When behaviors don’t change and shifting beliefs and strategies don’t do the trick, another angle of vision is needed.

That angle becomes available in a fundamental NLP skill-set:

The skills for communicating not only with the client’s conscious mind, but with their unconscious mind as well.

Why is this extremely important to know?

It is the unconscious mind that has the power to embrace
OR veto your client’s conscious desire for change.

In NLP, building rapport means establishing trust – with the unconscious mind. And that’s what cinches the importance of building rapport in coaching.

Your client’s unconscious mind needs to trust YOU before it will explore the possibility of embracing that desired new behavior.

Rapport & Your  Client’s Unconscious Mind

Your client’s conscious desire to change is what brings them to you asking for help.  The unconscious mind’s desire is to keep things as they are.show_police_badge_PA_500_clr_3933

The unconscious mind’s job is to protect the client.  It operates out of an uncompromising commitment to safety and protection.

And this is what can make it so difficult, or seemingly impossible, for the client to get the change they want.

The unconscious mind can be completely unaware that a behavior is no longer working for the client.

So it operates under the notion that when something isn’t broken, don’t mess with it.  Keeping the status quo is its favorite M.O.

When you have rapport with the unconscious mind, it trusts you.
But more importantly, it will communicate with you.

As a coach, you want to be free to communicate directly with the mind that is in charge of behavior.

This reveals the importance of building rapport in coaching – and maintaining it throughout your session.  Without it, the process of change can be much slower and stodgier than it needs to be.


If you’re interested in learning more, please CLICK HERE  to sign up for my FREE 30 Minute Webinar – The Art Of Rapport – this coming Tuesday, July 23rd at 9 am PST.

A recording will be available, so be sure to sign up even if you can’t attend.  And I’ll be including a free download – Tips For Creating Rapport.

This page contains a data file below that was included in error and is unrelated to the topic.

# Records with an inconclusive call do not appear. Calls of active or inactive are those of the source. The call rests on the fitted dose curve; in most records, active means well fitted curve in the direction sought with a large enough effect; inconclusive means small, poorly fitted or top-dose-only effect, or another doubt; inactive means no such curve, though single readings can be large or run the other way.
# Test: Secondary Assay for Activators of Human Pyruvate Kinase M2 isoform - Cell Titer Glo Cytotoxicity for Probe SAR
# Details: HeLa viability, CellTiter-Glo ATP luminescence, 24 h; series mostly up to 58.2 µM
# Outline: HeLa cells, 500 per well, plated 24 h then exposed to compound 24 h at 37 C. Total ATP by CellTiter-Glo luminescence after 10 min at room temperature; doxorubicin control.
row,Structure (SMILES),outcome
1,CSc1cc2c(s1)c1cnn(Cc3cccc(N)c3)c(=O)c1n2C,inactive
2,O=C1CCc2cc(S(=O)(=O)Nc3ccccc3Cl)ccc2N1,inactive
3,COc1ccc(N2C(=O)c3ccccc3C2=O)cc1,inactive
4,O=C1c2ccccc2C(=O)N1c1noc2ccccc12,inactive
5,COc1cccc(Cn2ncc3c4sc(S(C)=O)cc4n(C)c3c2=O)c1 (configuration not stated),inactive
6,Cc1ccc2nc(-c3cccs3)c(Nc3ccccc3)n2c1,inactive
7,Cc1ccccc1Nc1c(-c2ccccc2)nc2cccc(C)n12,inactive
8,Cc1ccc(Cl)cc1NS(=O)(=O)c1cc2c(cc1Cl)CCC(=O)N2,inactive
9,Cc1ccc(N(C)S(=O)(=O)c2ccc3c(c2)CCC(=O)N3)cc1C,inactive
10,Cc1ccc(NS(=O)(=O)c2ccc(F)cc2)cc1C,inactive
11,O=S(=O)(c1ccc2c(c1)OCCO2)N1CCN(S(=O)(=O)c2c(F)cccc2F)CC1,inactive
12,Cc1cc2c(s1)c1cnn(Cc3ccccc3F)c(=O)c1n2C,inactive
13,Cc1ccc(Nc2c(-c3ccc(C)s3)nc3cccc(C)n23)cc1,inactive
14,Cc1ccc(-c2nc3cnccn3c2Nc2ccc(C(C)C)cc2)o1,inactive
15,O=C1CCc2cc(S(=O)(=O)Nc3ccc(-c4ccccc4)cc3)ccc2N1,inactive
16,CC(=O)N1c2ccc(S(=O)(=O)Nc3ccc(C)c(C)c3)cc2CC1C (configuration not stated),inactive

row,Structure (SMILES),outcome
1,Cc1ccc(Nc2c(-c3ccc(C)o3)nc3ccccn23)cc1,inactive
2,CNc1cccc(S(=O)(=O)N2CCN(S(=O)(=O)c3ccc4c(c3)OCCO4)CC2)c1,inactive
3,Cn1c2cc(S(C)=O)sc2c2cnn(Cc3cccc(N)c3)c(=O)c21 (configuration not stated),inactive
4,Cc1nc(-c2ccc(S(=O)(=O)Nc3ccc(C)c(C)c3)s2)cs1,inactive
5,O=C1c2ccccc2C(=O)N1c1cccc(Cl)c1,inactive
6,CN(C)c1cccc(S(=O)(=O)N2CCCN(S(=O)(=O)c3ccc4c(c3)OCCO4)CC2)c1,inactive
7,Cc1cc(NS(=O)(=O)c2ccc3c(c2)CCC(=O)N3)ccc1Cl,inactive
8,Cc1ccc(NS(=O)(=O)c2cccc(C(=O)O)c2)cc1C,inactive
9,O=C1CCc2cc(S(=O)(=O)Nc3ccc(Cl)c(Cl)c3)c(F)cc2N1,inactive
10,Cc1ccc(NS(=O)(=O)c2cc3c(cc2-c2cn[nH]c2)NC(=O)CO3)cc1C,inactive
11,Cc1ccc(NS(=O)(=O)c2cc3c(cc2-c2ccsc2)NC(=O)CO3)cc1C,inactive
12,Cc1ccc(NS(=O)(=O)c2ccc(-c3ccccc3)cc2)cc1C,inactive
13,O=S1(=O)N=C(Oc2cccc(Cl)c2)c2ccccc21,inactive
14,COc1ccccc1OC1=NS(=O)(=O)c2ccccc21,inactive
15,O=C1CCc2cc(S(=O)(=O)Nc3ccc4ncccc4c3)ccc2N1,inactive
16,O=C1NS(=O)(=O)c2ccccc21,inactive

I hope you found this interesting.  If you’d like to chat with me personally, just go to www.Calendly.com/rm–10/30min to schedule a 30 minute free call at your convenience. I’d be delighted to meet you.

Much love,
Ragini

 

 

 

Ready To Learn Something New & Dazzling? Truly Beyond Belief?

Any of your clients mentioned what I call the alphabet tools, like EFT, TAT, TFT, EMDR and other energy psychology techniques?

Have you wondered yet if they’re really effective? Have you thought about learning them by surfing the internet? Or buying a few books? Or have you already tried them out but still feel less than comfortable about bringing your knowledge back into the office?

If you’re like me, you probably don’t want to bring a new tool into your work unless you’ve got a good understanding of what it is and how it works. You want to feel like you can answer any questions your client might ask you.

Almost 20 years ago, I found myself pulled into a training for something called EMDR. It took a bit of courage because at the time, it was definitely odd, and assuredly out of my comfort zone. But I was always willing to use anything that worked. And because EMDR did get results, it quickly became a part of my professional repertoire.

Then, one of my EMDR trained colleagues got interested in an acupressure technique called TFT (Thought Field Therapy). Through a series of synchronistic events, I found myself in yet another odd training which led me to another and then another. As a result of this exploration and exposure, my entire way of perceiving my work changed – in a very good way.

orange alphabet 900x602But there was a problem. As a fairly traditional psychotherapist with nearly twenty years of experience, I was seriously challenged on how to integrate into my practice what I knew were extremely useful tools. How do you introduce these valuable methods to your clients?

Somewhere I had the idea that being professional didn’t include being ‘odd’. But if you’re dedicated Continue reading